[sg_popup id=29426]
Skip to main content

Reptiles and Amphibians

Ontario is a vast province, rich in biodiversity. Yet every year, more plants and animals are added to Ontario’s list of species at risk, which now numbers more than 200. In response, Ontario Nature is actively involved in research, public education and policy work on their behalf.

Northern ring-necked snake © Joe Crowley


Please Read: Big Changes to the Ontario Reptile and Amphibian Atlas

The Atlas is transitioning into a new era, with Ontario Nature wrapping-up the data collection phase of this project as of December 1, 2019. Now that our app and online form have gone offline, we encourage you to continue submitting any future observations through the ‘Herps of Ontario’ project on iNaturalist or directly to the Natural Heritage Information Centre for species at risk. To learn more about the transition, read our blog.


 

Turtles | Snakes | Lizard | Salamanders | Frogs and Toads

Click on the picture or name to view a photo, range map and description of each species found in Ontario. Learn about non-native reptiles and amphibians in Ontario.

Turtles

Read More

Blanding’s Turtle
(Emydoidea blandingii)

Read More

Eastern Box Turtle
(Terrapene carolina)

Read More

Eastern Musk Turtle
(Sternotherus odoratus)

Read More

Midland Painted Turtle
(Chrysemys picta marginata)

Read More

Northern Map Turtle
(Graptemys geographica)

Read More

Snapping Turtle
(Chelydra serpentina)

Read More

Spiny Softshell
(Apalone spinifera)

Read More

Spotted Turtle
(Clemmys guttata)

Read More

Western Painted Turtle
(Chrysemys picta bellii)

Read More

Wood Turtle
(Glyptemys insculpta)

Snakes

Read More

Blue Racer
(Coluber constrictor foxii)

Read More

Butler’s Gartersnake
(Thamnophis butleri)

Read More

Eastern Foxsnake
(Pantherophis gloydi)

Read More

Eastern Gartersnake
(Thamnophis sirtalis sirtalis)

Read More

Eastern Hog-nosed Snake
(Heterodon platirhinos)

Read More

Eastern Ribbonsnake
(Thamnophis sauritus)

Read More

Gray Ratsnake
(Pantherophis spiloides)

Read More

Lake Erie Watersnake
(Nerodia sipedon insularum)

Read More

Massasauga
(Sistrurus catenatus)

Read More

Milksnake
(Lampropeltis triangulum)

Read More

Northern Watersnake
(Nerodia sipedon sipedon)

Read More

Queensnake
(Regina septemvittata)

Read More

Red-bellied Snake
(Storeria occipitomaculata)

Read More

Red-sided Gartersnake
(Thamnophis sirtalis parietalis)

Read More

Smooth Greensnake
(Opheodrys vernalis)

Read More

Timber Rattlesnake
(Crotalus horridus)

Lizard

Read More

Five-lined Skink 
(Plestiodon fasciatus)

Salamanders

Read More

Blue-spotted Salamander
(Ambystoma laterale)

Read More

Central Newt
(Notophthalmus viridescens louisianensis)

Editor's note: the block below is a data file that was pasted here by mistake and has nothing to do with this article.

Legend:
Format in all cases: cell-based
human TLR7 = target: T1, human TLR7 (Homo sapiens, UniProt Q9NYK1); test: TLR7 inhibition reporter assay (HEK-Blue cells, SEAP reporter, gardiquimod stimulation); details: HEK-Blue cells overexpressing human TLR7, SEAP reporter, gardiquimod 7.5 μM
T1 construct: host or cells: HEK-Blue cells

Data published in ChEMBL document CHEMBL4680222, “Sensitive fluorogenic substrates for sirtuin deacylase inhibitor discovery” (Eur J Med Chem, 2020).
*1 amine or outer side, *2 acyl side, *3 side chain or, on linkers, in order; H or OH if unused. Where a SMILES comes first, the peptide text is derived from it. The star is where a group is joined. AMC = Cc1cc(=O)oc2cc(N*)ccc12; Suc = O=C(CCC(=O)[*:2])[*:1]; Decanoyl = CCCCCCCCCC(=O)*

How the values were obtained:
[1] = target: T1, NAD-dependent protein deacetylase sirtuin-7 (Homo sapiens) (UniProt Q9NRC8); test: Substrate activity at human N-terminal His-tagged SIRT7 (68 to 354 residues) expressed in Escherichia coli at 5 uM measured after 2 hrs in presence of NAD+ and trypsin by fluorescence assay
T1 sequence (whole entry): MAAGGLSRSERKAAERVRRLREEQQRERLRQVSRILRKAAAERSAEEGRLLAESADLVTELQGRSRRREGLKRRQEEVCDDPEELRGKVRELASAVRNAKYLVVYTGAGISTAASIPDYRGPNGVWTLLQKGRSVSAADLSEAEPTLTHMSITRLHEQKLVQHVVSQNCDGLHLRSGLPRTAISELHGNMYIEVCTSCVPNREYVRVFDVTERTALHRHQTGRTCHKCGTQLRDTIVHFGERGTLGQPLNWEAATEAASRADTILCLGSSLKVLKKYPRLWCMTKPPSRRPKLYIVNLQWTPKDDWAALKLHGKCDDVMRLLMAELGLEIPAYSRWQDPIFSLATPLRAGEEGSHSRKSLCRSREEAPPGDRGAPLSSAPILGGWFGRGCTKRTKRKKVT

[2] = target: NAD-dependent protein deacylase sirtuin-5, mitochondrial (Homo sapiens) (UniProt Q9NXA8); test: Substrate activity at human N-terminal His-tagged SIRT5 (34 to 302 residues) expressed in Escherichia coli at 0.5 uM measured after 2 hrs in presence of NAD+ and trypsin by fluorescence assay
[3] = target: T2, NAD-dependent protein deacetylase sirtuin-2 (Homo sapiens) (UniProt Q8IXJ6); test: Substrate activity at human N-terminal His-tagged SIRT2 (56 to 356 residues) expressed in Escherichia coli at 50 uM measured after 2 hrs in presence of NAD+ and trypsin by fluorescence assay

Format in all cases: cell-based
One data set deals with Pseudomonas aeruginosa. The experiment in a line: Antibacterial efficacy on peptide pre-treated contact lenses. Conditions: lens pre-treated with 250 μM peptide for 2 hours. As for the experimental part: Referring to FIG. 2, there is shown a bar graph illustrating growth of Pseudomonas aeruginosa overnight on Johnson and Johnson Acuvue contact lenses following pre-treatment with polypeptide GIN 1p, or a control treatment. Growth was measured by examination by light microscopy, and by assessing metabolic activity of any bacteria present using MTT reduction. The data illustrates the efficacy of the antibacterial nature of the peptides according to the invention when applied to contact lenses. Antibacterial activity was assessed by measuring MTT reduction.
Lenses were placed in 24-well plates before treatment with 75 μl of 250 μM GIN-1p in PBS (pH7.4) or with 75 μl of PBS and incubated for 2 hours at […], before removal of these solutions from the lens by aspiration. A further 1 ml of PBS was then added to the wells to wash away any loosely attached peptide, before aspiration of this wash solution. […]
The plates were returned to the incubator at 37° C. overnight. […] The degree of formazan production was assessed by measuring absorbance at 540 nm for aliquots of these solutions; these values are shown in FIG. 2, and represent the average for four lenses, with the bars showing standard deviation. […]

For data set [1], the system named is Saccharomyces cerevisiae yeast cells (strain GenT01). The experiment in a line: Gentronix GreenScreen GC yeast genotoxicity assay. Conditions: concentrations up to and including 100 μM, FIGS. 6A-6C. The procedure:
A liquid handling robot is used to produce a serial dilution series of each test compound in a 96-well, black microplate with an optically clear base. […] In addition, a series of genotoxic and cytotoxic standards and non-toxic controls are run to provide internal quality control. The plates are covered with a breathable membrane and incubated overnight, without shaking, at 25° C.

Read More

Eastern Tiger Salamander 
(Ambystoma tigrinum
)

Read More

Four-toed Salamander
(Hemidactylium scutatum)

Read More

Jefferson Salamander
(Ambystoma jeffersonianum)

Read More

Mudpuppy
(Necturus maculosus)

Read More

Northern Dusky Salamander
(Desmognathus fuscus)

Read More

Red-spotted Newt 
(Notophthalmus viridescens viridescens)

Read More

Spotted Salamander
(Ambystoma maculatum)

Frogs and Toads

Read More

American Bullfrog
(Lithobates catesbeianus)

Read More

American Toad
(Anaxyrus americanus)

Read More

Boreal Chorus Frog
(Pseudacris maculata)

Read More

Fowler’s Toad
(Anaxyrus fowleri)

Read More

Gray Treefrog
(Hyla versicolor)

Read More

Green Frog
(Lithobates clamitans)

Read More

Mink Frog
(Lithobates septentrionalis)

Read More

Northern Leopard Frog
(Lithobates pipiens)

Read More

Pickerel Frog
(Lithobates palustris)

Read More

Spring Peeper
(Pseudacris crucifer)

Read More

Western Chorus Frog
(Pseudacris triseriata)

Read More

Wood Frog
(Lithobates sylvaticus)

View a map of the known ranges of all reptile and amphibian species in Ontario.

Learn about non-native reptiles and amphibians in Ontario.

* Last updated December 2019

News Feed

Answer the call of the wild.

As an Advocate for Nature, we’ll provide you with opportunities to speak up when nature needs you most.

Ontario Nature Blog

Connecting Young People with Nature

The chestnut-sided warbler’s song soundslike he’s “pleased-pleased-pleased-to-meetcha!”–Iexplainedto a group of childrenat one of Ontario Nature’s...

Conservation and Enhancement of Ontario’s Biodiversity

AsOntario’s largest clean power generator, Ontario Power Generation (OPG) produces clean, reliable and safe electricity...

Imminent extirpation of the Lake Superior caribou

I grew up in Rossport on the north shore of Lake Superior in Ontario. The...

Nature Guides for Ontario

The Autumn 2020 school semester has begun in the province of Ontario. Academic institutions are...

ON Nature Magazine

Green Giants: Old growth forests are unique ecosystems that are not renewable. So why does the provincial government continue to allow them to be logged with impunity?

Youth Circle for
Mother Earth

A cross cultural network of young Indigenous and non-Indigenous environmental leaders to become lifelong ambassadors for nature. Supported in part by OPG.

Stay Connected

Interests